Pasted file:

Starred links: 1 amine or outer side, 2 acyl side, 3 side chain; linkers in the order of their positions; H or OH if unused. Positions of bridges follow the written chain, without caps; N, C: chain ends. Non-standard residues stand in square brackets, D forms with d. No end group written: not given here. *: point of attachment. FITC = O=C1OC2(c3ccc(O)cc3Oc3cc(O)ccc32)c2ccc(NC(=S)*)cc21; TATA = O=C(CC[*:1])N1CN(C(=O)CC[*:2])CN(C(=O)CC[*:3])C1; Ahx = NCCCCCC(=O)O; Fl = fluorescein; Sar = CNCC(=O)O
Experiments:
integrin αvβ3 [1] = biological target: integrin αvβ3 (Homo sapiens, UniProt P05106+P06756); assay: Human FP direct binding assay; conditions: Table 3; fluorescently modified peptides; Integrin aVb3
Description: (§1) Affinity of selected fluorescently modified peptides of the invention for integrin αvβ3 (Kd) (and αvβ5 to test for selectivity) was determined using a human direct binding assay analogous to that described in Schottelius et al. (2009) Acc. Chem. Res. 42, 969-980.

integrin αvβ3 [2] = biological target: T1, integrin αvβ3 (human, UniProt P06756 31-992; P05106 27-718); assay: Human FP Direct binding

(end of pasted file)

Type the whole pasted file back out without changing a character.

Starred links: 1 amine or outer side, 2 acyl side, 3 side chain; linkers in the order of their positions; H or OH if unused. Positions of bridges follow the written chain, without caps; N, C: chain ends. Non-standard residues stand in square brackets, D forms with d. No end group written: not given here. *: point of attachment. FITC = O=C1OC2(c3ccc(O)cc3Oc3cc(O)ccc32)c2ccc(NC(=S)*)cc21; TATA = O=C(CC[*:1])N1CN(C(=O)CC[*:2])CN(C(=O)CC[*:3])C1; Ahx = NCCCCCC(=O)O; Fl = fluorescein; Sar = CNCC(=O)O
Experiments:
integrin αvβ3 [1] = biological target: integrin αvβ3 (Homo sapiens, UniProt P05106+P06756); assay: Human FP direct binding assay; conditions: Table 3; fluorescently modified peptides; Integrin aVb3
Description: (§1) Affinity of selected fluorescently modified peptides of the invention for integrin αvβ3 (Kd) (and αvβ5 to test for selectivity) was determined using a human direct binding assay analogous to that described in Schottelius et al. (2009) Acc. Chem. Res. 42, 969-980.

integrin αvβ3 [2] = biological target: T1, integrin αvβ3 (human, UniProt P06756 31-992; P05106 27-718); assay: Human FP Direct binding